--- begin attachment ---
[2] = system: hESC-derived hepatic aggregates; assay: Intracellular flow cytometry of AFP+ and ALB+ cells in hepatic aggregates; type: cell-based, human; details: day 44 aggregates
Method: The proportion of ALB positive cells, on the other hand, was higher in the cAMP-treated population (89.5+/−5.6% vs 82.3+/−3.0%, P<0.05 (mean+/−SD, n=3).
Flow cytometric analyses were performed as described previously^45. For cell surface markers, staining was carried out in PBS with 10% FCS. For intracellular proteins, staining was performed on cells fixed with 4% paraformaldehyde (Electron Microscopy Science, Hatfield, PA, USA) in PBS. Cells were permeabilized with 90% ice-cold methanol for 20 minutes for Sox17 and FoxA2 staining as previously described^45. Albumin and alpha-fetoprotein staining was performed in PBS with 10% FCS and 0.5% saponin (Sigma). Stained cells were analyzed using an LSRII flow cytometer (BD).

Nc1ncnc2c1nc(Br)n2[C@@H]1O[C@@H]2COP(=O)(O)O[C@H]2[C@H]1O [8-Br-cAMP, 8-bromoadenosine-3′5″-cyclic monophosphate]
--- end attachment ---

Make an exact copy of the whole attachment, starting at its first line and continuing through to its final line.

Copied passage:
[2] = system: hESC-derived hepatic aggregates; assay: Intracellular flow cytometry of AFP+ and ALB+ cells in hepatic aggregates; type: cell-based, human; details: day 44 aggregates
Method: The proportion of ALB positive cells, on the other hand, was higher in the cAMP-treated population (89.5+/−5.6% vs 82.3+/−3.0%, P<0.05 (mean+/−SD, n=3).
Flow cytometric analyses were performed as described previously^45. For cell surface markers, staining was carried out in PBS with 10% FCS. For intracellular proteins, staining was performed on cells fixed with 4% paraformaldehyde (Electron Microscopy Science, Hatfield, PA, USA) in PBS. Cells were permeabilized with 90% ice-cold methanol for 20 minutes for Sox17 and FoxA2 staining as previously described^45. Albumin and alpha-fetoprotein staining was performed in PBS with 10% FCS and 0.5% saponin (Sigma). Stained cells were analyzed using an LSRII flow cytometer (BD).

Nc1ncnc2c1nc(Br)n2[C@@H]1O[C@@H]2COP(=O)(O)O[C@H]2[C@H]1O [8-Br-cAMP, 8-bromoadenosine-3′5″-cyclic monophosphate]